A goal for our Meetings

Reg Naulty, Canberra and Region Quakers

We all have a hope for what our meetings will achieve: spiritual enrichment for those who attend, and some wider social good in the surrounding community. The suggestion here is that the meeting have a further goal: that of becoming a blessed community. 

The term comes from Thomas Kelly’s A Testament of Devotion. It has a chapter entitled “The Blessed Community” which is described in all its glory. It is hard to imagine an actual meeting being exactly like it, but it can be approached by degrees. Kelly: “there are degrees of Fellowship, from wider, more diffusive relations of love to nearer, more intense inter-knittedness.” [P. 78] 

To arrive at Blessed Community, advises Kelly, we must at times retire to a single centre where we are at home with God and with one another, which looks like a meeting for worship. Kelly writes with a forceful enthusiasm which can be off-putting to relaxed Australians, but what he is urging is put in terms of quiet reasonableness in Advices and Queries. Thus, “we seek a gathered stillness in our meetings for worship so that all may feel the power of God`s love drawing us together and leading us.” That is a blessed community. Advices No 3 is that we should know an inward stillness, even amid the activities of life. It is hoped that this habit of stillness will guide us to a centre in which God`s love can be felt and shared. 

Our testimonies make a contribution here. Thus simplicity, the following of which made Friends wear distinctive clothing in times past, now has environmentalism to explain some of its benefits. A simple lifestyle leaves room for the spiritual life and is a source of strength. 

There is integrity which is a constant challenge in a secular society. We need to keep our word, and maintain honorable financial affairs. Poor William Penn is a warning of what can go wrong. He suffered from a dishonest Quaker accountant whose work Penn never checked. He did not realise that all the documents he signed were transferring property rights to the accountant. Since he signed them they were legally valid. That earned Penn a year in debtors’ prison. We shouldn`t be suspicious, but we shouldn`t be naive either.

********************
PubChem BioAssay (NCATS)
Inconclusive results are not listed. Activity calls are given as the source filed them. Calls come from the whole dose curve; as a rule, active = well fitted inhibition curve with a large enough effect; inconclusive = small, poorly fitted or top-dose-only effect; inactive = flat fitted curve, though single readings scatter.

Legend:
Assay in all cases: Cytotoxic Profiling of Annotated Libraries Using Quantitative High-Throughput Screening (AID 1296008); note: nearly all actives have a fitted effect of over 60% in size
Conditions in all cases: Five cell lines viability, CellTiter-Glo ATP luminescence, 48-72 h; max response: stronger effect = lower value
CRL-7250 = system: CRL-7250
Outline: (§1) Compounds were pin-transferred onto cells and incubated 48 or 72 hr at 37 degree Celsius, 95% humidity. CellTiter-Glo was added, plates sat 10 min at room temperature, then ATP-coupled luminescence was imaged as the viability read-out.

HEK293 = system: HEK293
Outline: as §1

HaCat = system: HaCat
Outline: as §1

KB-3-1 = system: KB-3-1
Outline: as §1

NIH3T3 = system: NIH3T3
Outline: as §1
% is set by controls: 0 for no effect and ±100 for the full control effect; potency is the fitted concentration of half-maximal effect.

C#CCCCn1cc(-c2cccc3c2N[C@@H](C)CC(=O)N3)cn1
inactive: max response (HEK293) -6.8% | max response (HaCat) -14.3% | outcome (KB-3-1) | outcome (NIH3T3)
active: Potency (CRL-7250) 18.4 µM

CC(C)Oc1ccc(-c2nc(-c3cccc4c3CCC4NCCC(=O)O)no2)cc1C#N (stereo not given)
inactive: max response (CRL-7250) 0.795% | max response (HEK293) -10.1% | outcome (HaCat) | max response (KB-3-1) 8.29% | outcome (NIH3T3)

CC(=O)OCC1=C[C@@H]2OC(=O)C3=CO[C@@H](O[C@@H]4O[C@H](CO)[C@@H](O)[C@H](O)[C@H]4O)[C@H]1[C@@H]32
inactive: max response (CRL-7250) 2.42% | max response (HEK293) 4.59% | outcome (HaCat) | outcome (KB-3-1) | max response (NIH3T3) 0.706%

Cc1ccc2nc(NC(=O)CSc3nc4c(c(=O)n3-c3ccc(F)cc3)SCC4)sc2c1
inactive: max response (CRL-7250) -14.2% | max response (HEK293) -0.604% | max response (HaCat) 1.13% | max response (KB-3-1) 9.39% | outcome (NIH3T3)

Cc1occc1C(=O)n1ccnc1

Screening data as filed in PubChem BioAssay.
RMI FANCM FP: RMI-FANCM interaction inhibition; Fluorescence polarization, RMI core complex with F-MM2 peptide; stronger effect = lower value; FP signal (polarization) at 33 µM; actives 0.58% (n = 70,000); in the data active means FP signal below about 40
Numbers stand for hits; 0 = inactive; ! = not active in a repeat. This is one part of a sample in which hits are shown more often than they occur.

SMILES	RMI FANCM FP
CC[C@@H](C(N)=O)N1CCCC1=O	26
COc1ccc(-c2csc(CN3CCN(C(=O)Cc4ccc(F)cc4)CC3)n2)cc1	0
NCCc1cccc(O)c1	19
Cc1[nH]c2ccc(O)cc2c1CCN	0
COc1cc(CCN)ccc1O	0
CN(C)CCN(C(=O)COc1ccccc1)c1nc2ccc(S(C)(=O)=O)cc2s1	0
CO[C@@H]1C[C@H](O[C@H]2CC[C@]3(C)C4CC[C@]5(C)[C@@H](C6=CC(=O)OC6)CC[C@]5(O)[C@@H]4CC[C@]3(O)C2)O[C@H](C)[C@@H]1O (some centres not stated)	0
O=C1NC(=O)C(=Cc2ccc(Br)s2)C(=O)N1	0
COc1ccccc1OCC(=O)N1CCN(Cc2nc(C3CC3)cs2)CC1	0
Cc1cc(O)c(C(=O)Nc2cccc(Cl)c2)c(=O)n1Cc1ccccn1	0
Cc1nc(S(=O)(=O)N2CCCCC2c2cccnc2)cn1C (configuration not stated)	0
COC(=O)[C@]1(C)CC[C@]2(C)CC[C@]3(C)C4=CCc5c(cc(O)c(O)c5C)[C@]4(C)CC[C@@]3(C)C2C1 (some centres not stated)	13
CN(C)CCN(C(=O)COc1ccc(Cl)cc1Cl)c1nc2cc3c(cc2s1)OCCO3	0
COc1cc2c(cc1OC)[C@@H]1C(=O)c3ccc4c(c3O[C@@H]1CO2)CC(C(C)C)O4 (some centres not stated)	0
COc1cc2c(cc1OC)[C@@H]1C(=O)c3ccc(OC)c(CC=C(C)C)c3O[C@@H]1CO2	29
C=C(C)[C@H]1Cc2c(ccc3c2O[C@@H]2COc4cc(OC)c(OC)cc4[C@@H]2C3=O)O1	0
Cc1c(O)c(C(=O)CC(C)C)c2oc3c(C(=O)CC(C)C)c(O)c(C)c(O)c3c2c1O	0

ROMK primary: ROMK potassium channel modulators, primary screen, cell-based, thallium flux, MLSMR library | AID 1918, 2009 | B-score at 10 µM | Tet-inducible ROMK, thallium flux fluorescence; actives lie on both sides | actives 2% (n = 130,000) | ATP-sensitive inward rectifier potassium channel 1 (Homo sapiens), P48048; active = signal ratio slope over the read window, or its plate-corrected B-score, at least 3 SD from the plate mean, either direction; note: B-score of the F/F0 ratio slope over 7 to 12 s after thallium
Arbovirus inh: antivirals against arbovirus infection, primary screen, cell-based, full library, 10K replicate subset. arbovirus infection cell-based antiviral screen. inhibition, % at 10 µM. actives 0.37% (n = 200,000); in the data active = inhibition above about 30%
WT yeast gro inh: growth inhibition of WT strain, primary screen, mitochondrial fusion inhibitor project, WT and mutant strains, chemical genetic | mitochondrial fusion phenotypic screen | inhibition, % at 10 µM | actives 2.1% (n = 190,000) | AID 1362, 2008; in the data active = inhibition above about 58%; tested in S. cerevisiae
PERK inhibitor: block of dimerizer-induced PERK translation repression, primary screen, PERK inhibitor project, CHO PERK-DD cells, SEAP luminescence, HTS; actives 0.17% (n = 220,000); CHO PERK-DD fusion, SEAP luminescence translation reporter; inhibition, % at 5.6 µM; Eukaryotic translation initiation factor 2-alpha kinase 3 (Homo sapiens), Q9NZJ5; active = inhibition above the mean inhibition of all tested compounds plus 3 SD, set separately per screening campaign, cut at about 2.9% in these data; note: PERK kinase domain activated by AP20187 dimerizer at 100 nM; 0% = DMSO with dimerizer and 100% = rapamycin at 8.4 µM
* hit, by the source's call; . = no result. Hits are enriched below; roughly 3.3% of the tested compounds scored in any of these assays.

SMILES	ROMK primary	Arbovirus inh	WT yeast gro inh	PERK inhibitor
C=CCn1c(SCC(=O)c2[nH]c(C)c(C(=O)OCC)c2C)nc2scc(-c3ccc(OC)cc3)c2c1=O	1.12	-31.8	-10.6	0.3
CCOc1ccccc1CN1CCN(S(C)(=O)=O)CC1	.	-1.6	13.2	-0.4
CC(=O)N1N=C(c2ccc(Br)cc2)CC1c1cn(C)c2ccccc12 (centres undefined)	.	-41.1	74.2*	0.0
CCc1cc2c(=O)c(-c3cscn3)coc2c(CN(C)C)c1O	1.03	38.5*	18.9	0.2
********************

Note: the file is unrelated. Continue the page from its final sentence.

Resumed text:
The peace testimony is a clear manifestation of our inner life. We bear no ill-will to anyone. Early Christianity was pacifist until about St Ambrose [339-97] who came from the governing class and thought as they did. We tend to underestimate the appeal of pacifism. For example, Bertrand Russell, probably the most influential philosopher in the English-speaking world in the last century and a stalwart atheist, wrote that his pacificism in World War I was the most wholehearted and least hesitant work he had ever undertaken. 

As for equality, the attempt to prevent the rich becoming richer and the poor, poorer, is a constant economic and political struggle. 

The testimonies should be a unifying force among us. We come from very diverse backgrounds. The influence of our upbringing is hard to shake off, and many of us will keep some of it all our lives, so patience and politeness are necessary in our meetings. Angry denunciations of theological, moral and political positions should not happen. 

Friends hope that the stillness of meeting for worship will gently shepherd us to the centre in which God is felt. When the shared experience of God`s life binds us together, we shall have reached blessed community, and home at last. 

 

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